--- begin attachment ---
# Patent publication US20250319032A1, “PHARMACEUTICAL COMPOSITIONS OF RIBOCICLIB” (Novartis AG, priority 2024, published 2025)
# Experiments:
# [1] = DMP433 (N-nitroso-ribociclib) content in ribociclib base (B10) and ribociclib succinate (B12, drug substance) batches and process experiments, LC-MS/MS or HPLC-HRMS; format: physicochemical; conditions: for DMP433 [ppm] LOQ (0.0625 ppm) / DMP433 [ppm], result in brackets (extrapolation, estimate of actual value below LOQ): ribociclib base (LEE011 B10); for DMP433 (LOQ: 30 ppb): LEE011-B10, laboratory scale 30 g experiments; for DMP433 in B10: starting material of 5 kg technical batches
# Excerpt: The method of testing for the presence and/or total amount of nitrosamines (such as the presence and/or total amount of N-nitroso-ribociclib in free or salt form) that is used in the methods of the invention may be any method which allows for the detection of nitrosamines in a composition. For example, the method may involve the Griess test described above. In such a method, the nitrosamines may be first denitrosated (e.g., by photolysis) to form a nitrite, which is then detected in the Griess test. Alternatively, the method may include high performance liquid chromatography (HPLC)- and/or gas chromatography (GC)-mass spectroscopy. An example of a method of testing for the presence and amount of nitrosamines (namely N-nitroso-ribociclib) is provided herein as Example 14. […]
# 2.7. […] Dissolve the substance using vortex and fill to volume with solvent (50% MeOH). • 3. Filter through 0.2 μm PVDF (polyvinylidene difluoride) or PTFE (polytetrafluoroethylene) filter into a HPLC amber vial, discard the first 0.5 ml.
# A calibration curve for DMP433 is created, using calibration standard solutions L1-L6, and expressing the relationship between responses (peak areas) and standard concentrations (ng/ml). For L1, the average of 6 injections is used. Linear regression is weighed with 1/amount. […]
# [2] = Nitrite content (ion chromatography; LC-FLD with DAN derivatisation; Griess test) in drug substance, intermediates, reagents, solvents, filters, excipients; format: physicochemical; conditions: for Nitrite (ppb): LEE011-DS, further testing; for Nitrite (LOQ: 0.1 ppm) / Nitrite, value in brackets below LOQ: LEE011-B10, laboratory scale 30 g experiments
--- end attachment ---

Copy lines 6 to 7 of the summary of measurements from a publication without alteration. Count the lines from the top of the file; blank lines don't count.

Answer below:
# A calibration curve for DMP433 is created, using calibration standard solutions L1-L6, and expressing the relationship between responses (peak areas) and standard concentrations (ng/ml). For L1, the average of 6 injections is used. Linear regression is weighed with 1/amount. […]
# [2] = Nitrite content (ion chromatography; LC-FLD with DAN derivatisation; Griess test) in drug substance, intermediates, reagents, solvents, filters, excipients; format: physicochemical; conditions: for Nitrite (ppb): LEE011-DS, further testing; for Nitrite (LOQ: 0.1 ppm) / Nitrite, value in brackets below LOQ: LEE011-B10, laboratory scale 30 g experiments